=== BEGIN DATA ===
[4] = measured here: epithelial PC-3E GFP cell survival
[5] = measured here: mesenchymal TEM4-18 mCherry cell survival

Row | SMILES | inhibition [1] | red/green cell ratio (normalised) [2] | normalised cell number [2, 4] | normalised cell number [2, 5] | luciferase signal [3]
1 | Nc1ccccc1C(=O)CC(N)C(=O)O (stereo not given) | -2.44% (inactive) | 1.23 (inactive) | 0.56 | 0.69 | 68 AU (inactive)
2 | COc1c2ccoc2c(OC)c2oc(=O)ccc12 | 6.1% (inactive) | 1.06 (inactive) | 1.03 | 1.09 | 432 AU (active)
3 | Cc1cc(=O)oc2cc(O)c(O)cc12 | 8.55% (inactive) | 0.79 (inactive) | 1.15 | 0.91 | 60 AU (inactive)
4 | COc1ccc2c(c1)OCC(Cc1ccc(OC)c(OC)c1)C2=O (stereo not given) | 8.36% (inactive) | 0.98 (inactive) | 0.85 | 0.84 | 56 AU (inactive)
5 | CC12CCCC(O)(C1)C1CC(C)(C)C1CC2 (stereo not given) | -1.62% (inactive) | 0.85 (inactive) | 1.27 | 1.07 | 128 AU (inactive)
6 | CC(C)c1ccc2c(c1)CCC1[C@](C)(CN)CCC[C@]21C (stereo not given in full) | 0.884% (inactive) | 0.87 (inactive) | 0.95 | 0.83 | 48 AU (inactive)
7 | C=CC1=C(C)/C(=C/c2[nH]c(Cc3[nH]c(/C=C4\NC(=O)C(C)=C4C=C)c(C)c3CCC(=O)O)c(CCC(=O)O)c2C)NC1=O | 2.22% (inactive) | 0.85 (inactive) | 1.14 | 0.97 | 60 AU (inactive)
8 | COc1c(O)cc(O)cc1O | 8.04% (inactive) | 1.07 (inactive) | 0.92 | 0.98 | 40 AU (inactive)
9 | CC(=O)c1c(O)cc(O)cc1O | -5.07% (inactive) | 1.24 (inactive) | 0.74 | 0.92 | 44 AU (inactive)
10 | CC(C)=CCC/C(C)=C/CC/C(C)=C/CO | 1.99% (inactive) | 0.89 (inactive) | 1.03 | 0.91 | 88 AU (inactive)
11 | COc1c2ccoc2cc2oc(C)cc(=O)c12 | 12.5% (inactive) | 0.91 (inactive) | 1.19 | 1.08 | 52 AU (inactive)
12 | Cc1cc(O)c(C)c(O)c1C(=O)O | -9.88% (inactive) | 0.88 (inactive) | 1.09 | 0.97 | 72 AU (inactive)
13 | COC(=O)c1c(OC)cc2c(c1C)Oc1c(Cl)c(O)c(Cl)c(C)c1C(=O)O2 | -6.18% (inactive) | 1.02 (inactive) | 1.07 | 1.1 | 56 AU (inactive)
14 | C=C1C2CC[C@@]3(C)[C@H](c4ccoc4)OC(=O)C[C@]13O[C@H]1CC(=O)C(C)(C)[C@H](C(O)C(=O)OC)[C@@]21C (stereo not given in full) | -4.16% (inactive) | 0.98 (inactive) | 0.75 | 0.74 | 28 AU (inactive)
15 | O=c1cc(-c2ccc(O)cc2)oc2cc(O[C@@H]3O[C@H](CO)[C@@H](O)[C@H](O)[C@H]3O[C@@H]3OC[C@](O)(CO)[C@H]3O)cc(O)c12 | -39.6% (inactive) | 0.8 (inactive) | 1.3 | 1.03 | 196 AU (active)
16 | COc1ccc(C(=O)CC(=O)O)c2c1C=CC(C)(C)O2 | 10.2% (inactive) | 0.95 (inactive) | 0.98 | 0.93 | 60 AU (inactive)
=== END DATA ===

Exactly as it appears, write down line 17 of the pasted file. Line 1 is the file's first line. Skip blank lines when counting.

14 | C=C1C2CC[C@@]3(C)[C@H](c4ccoc4)OC(=O)C[C@]13O[C@H]1CC(=O)C(C)(C)[C@H](C(O)C(=O)OC)[C@@]21C (stereo not given in full) | -4.16% (inactive) | 0.98 (inactive) | 0.75 | 0.74 | 28 AU (inactive)